Author Archives: bbfsp

WWI: Papal diplomacy during and after The Great War

Following a series of commemorations to mark the 100th anniversary of the end of World War I, this week attention turns to a world post-WWI, and Papal diplomacy.

Remembrance Day observing the 100th anniversary of the end of WWI (ANSA)

At the 11th hour of the 11th day of the 11th month in 1918 the guns fell silent and an Armistice between warring nations was declared. When World War I began no one thought it would last for so long. Those who went off to fight expected to be back for Christmas. It was not to be, and for four long years Europe was ravaged and 16 million lives were claimed.

On Sunday 11th November 2018 in many countries around the world a 2 minute silence descended to remember the fallen in this conflict which changed the map of Europe. On Wednesday an international conference got underway focusing on Catholics and the Holy See in the post war world of 1918-1922. Fittingly, a diplomat and the Vatican’s Secretary of State, Cardinal Pietro Parolin, addressed the gathering remarking that at the end of this war and under the Pontificate of Pope Benedict XV, “there was a clear awareness of witnessing upheavals of unprecedented depth, but also Catholic optimism ready to open up to new paths…for the mission of the Church.”

The war time Pope

Pope Benedict XV, who was elected in a Conclave at the outbreak of WWI, had been a career diplomat and according to Papal author and Emeritus Fellow of Trinity Hall, Cambridge, Dr John Pollard, “saw the war as a tragedy and in some sense an unnecessary tragedy.” He also notes that Benedict’s diplomatic skills were to stand him in good stead before and after this lengthy campaign as, “he did understand the international scene and he also made an absolutely crucial appointment of Cardinal Pietro Gasparri as his Secretary of State. Gasparri, like Benedict, was a diplomat and had long diplomatic experience.”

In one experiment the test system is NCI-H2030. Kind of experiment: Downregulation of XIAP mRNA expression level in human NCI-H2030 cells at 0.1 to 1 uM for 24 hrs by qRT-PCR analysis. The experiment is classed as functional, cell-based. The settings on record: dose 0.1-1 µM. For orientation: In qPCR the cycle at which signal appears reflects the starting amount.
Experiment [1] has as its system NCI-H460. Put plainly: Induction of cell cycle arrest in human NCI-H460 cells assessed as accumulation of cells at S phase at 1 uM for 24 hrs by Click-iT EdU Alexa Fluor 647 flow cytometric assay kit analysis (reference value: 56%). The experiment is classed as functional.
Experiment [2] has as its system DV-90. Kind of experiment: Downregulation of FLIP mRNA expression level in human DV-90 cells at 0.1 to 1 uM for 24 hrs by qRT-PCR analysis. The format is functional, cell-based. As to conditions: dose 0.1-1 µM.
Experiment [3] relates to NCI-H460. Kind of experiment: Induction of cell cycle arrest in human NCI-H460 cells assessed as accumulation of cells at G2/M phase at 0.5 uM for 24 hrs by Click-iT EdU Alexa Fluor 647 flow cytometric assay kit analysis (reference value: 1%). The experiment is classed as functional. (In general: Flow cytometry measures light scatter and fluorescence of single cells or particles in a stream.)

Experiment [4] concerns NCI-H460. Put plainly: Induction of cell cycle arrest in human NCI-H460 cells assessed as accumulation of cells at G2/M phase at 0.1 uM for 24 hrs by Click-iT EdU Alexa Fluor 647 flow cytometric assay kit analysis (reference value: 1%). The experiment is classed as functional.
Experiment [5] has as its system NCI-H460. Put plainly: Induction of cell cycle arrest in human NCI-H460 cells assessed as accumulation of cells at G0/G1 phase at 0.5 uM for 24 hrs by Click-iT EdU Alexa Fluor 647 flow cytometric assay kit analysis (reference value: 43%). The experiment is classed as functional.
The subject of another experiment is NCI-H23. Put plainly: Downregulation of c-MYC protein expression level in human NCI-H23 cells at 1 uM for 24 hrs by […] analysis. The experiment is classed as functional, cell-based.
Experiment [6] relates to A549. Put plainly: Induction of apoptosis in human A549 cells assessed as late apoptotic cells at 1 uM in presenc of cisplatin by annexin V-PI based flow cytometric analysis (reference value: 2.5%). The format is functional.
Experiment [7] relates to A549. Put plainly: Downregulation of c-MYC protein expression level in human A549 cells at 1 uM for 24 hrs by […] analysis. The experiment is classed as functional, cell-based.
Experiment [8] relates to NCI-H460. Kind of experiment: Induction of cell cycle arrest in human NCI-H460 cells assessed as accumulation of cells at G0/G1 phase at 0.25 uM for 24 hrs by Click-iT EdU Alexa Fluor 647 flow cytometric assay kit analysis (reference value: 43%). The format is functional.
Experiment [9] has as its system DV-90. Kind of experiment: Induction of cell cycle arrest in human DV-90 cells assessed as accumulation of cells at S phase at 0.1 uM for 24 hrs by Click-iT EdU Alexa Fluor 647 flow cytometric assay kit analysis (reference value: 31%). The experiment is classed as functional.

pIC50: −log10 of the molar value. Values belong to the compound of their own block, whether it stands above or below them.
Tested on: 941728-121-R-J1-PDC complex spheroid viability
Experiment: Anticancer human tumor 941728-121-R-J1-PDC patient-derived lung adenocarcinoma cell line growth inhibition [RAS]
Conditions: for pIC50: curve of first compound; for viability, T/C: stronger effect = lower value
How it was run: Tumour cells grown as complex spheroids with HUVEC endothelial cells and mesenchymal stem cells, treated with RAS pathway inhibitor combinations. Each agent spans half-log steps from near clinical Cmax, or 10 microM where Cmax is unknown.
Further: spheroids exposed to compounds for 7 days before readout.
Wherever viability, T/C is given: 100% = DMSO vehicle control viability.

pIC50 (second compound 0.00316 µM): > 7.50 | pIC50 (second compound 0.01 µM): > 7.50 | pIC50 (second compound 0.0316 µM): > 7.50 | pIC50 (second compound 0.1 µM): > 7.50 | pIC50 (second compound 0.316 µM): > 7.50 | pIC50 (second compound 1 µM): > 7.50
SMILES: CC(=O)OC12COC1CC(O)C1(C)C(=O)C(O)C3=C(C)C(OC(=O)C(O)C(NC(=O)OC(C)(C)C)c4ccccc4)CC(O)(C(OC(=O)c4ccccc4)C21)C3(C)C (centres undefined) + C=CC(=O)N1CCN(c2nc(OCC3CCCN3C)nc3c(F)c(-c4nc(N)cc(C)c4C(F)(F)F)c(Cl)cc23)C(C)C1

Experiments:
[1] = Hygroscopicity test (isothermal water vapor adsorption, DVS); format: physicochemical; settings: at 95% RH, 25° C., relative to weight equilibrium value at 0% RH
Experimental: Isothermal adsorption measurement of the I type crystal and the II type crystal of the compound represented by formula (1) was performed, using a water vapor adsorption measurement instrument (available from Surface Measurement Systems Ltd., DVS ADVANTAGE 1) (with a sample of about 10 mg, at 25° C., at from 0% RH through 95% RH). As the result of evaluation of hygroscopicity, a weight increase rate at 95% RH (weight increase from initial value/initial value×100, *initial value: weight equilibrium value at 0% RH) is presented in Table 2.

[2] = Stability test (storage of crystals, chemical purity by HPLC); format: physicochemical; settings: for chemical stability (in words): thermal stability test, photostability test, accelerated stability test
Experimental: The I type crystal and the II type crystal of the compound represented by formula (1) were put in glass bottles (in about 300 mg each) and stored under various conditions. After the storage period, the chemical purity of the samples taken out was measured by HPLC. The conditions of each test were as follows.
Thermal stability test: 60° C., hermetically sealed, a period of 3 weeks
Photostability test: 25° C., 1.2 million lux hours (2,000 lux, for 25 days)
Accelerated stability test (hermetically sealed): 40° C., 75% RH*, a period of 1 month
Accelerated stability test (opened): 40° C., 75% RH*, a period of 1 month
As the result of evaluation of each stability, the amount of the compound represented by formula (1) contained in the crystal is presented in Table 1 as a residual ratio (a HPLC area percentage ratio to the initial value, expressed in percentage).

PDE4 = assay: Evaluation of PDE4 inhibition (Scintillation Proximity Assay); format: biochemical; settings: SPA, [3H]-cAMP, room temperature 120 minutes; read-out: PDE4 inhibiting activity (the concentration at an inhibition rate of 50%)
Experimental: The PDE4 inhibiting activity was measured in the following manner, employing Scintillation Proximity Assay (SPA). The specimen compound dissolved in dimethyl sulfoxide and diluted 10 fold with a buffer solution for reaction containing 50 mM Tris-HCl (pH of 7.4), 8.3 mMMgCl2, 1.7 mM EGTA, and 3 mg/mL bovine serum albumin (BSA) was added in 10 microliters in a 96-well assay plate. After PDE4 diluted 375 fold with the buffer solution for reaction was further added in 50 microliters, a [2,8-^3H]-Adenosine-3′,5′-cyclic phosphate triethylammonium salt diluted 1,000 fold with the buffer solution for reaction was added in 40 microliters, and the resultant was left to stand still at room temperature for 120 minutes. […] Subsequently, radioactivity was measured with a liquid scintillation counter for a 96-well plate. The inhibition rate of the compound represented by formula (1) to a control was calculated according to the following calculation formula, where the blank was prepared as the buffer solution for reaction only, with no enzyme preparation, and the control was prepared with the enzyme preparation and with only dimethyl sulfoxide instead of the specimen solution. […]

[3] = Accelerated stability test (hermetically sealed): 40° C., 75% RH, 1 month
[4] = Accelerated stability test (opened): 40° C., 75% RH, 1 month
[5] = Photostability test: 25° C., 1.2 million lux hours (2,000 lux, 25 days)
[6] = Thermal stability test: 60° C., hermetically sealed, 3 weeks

The author of Pope Benedict XV, “The Unknown Pope”, said “he adopted very very quickly the position of neutrality and impartiality…”

World War I was in many respects different from wars that had been fought in the past and was seen as the first truly modern war. Aircraft, armoured vehicles, modern artillery and machine guns were the weapons of choice and they were used to deadly effect. This type of mechanized warfare, Dr Pollard says, horrified the Pontiff. “He was outraged by the new methods of warfare, i.e. the trench warfare; by the torpedoing of passenger merchant vessels; by the aerial bombardment; by the attacks on civilian populations.”

Cardinal Parolin and post-WWI diplomacy

In his address, at the Pontifical Lateran University, Cardinal Parolin underlined that following the Armistice that ended WWI the fundamental path to tread was that of peace.
“It was natural”, he said, “that pontifical diplomacy, which during the war had dedicated so many forces to the restoration of peace, should first of all seek, even after the end of hostilities, the true consolidation of peace and its basic presupposition – the relaxation of tensions.” The Cardinal also noted that ”the peace negotiations took place without the participation of the Holy See, excluded because of article 15 of the London Pact, but also because of the intervention of the secularist forces determined to oppose religious-ecclesiastical interference in international bodies. Nevertheless, Benedict XV did not renounce those cards that remained for him to intervene with: the pastoral word in public pronouncements, the mobilization of Catholic public opinion and the presence, at least unofficially, of his diplomatic representatives.”